For animal lovers in Nebraska, the chance to see wild creatures in person is largely limited to zoos and nature parks. While some states are plagued with invasive species first introduced as pets, ostriches are not one of them. There are no wild ostriches in Nebraska, although that doesn’t mean there are none in the state at all.

In this article, we’ll discuss whether there have ever been wild ostriches in Nebraska, where you might see them today, and give you a little information about the natural habitat of these unique birds.


Have There Ever Been Wild Ostriches In Nebraska?

While there is no evidence of modern-day ostriches existing in the wild outside of their native Africa, scientists do believe that a prehistoric relative of the birds was once found in North America. Fossils from this ancient bird, named Calciavis grandei, were discovered in Wyoming in the early 2000s. The specimen was well-preserved, including bones, feathers, and flesh.

Scientists believe these prehistoric ostrich relatives lived between 56 and 30 million years ago when North America had a tropical forest climate. Though the fossils were found in Wyoming, it’s likely the birds ranged further than that, including the area now known as Nebraska.

Bird fossils are not found as frequently as other prehistoric creatures because their bones are hollow and easily destroyed. This may explain why so few fossils of this ancient ostrich relative have been discovered.


Are There Any Ostriches In Nebraska Today?

Ostrich Sleeping
Image Credit: K. Sweet, Shutterstock

Nebraska ostrich fans can see the birds on exhibit at the zoo in Omaha. Outside of the zoo, ostriches can also be found on farms in the state.

According to the 2017 U.S. Department of Agriculture survey, there are about 4,700 ostriches spread across farms nationwide. Nebraska is not one of the top ostrich farming states, with just over 50 birds found on four farms.

Worldwide, ostrich farming has gone through cycles of popularity but currently occurs in over 50 countries. In the United States, ostrich farms were all the rage about 30 years ago, but demand for ostrich products never took off and the industry almost disappeared. In the past few years, however, interest is slowly growing again.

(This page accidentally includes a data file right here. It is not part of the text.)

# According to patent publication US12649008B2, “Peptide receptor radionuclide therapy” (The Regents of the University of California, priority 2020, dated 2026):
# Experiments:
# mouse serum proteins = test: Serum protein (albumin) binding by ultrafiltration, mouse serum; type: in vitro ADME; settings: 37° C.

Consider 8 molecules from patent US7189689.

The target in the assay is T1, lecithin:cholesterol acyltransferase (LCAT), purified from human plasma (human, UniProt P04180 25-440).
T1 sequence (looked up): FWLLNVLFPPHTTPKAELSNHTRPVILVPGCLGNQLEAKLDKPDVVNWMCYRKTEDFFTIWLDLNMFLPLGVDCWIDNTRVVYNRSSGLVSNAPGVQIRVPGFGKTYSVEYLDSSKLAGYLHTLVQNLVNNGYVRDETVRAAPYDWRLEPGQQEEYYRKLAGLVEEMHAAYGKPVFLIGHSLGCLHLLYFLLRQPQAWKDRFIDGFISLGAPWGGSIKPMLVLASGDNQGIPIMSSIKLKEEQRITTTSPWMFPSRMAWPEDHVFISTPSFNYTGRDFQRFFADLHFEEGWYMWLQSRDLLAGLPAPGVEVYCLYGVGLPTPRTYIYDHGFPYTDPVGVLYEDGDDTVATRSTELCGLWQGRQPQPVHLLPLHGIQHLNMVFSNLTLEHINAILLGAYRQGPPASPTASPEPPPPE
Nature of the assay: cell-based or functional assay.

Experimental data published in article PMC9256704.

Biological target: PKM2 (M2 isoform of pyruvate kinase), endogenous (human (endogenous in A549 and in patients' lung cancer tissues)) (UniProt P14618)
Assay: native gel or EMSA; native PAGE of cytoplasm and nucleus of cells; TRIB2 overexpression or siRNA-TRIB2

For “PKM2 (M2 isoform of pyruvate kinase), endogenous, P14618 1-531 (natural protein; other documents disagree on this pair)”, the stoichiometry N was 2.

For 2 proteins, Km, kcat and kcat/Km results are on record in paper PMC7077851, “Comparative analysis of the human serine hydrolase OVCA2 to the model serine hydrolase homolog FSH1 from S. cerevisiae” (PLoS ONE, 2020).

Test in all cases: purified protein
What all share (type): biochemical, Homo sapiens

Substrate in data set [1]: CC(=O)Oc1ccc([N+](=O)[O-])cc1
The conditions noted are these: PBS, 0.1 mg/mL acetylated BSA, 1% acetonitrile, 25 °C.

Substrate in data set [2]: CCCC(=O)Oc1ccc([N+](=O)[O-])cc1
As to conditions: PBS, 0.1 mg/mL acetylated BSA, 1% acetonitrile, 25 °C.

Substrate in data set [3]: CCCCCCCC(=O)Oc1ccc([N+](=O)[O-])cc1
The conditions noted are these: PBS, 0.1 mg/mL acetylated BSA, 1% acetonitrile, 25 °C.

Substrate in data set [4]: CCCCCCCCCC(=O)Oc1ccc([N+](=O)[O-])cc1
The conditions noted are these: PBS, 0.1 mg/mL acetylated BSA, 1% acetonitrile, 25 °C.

Ostrich meat is similar to beef but considered healthier and more climate-friendly to raise. The feathers and leather of the birds are useful for the fashion industry as well, offering several possible income streams for farmers.

Where Do Ostriches Live In The Wild?

Ostriches are found throughout the African continent, including the countries of Nigeria, Sudan, Burkina Faso, and Morocco. Their natural habitat includes savannas, grasslands, and dry shrublands with tropical or subtropical climates. In their native lands, ostriches share space with other well-known African animals like lions, cheetahs, and giraffes.

Ostriches are omnivores who eat a variety of plant materials as well as insects, lizards, and other invertebrates. Partially thanks to the emergence of ostrich farms, wild populations of these birds are not in danger of disappearing. Some subspecies of ostrich were hunted to extinction in previous years, but captive bird populations can fill the demand for ostrich products these days.



Wild ostriches may not roam the plains of Nebraska as they do in Africa, but a small number of captive birds are found on farms and at the zoo in the state. Fossil evidence suggests that an ancestor of the ostrich once inhabited North America, including Nebraska. While Nebraska may not be home to wild ostriches, you can still find plenty of native birds and wildlife to observe and protect statewide.

Featured Image Credit: Arulonline, Pixabay